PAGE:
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Internet Safety


Awareness and Supervision Minimize Online Risks

Children today have never known a world without the internet. They can log on using home computers, phones, tablets, and game consoles at home, at friends’ homes, at libraries, and at schools. Technology can be used appropriately and responsibly to connect, communicate, and collaborate. With all the benefits of internet access, however, come certain risks.


Trusting, curious, and unsophisticated in the ways of the world, children are especially vulnerable to online risks: access to inappropriate material, exposure to predators, harassment, bullying, downloading viruses, and identity theft.


At The Meher Schools, we limit students’ access to the internet. Students in the upper elementary grades learn to use Google’s education suite on Chromebooks and may conduct research online, visiting approved websites only, under the supervision of teachers. Students in preschool and the lower elementary grades do not access the internet at school.


Experts advise that parents establish rules for internet use and be aware of their children’s online activities. We recommend that just as you monitor TV and other media your child consumes and monitor playdates, you actively involve yourself in your child’s online activities. Consider the amount of time your child spends online and be aware of what information he or she is sharing and receiving, and who he or she is interacting with.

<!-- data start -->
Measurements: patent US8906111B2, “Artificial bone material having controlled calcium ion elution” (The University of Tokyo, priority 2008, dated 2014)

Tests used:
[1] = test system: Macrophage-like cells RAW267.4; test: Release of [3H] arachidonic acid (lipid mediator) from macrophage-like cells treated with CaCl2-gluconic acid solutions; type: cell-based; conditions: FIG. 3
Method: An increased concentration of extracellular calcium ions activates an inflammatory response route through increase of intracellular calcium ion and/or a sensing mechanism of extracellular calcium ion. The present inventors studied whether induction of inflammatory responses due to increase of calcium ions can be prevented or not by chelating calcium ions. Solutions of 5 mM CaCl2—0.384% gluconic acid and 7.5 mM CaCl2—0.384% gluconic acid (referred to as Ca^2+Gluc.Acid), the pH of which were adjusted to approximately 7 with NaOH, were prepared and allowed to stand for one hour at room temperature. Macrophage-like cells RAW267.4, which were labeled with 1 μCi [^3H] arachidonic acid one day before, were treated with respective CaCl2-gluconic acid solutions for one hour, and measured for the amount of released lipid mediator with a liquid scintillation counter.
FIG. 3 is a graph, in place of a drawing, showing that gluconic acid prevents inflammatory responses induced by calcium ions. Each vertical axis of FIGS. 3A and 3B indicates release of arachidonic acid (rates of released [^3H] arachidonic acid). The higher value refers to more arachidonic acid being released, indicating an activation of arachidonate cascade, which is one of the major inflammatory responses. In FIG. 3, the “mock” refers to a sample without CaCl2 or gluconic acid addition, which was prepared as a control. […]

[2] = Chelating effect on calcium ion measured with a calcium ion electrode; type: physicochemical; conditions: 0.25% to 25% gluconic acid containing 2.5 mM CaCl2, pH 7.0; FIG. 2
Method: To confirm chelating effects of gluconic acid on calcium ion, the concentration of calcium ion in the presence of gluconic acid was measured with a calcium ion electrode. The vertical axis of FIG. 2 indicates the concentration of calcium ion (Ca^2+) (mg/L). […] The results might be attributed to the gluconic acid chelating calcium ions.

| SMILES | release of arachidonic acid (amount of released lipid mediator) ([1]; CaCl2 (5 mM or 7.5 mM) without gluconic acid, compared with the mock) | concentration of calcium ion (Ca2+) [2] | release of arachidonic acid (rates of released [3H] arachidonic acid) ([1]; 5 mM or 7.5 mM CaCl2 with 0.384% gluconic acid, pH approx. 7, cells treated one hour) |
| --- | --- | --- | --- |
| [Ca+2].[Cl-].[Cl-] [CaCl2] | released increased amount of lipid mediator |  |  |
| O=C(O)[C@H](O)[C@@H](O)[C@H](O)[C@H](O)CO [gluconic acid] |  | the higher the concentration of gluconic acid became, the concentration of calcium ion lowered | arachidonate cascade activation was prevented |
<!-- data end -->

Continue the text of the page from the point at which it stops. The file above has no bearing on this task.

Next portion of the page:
We suggest that children not be tagged or named in photos posted online, so that their names and locations are more likely to remain private. You may want to check the geotag settings on your phone. It’s important to understand that privacy is not guaranteed for information shared online.


Children need guidance to think about how what they say or do online might affect themselves or others in the future. Common Sense Media offers a tip for parents at commonsensemedia.org/privacy-and-internet-safety.


The Family Online Safety Institute publishes a list of internet safety tips for parents, which can be accessed at http://www.fosi.org/good-digital-parenting. For further information about internet safety and social networking, see http://www.connectsafely.org and https://www.commonsense.org.


We publish this article every year at the request of the Meher Schools Child Safety Task Force.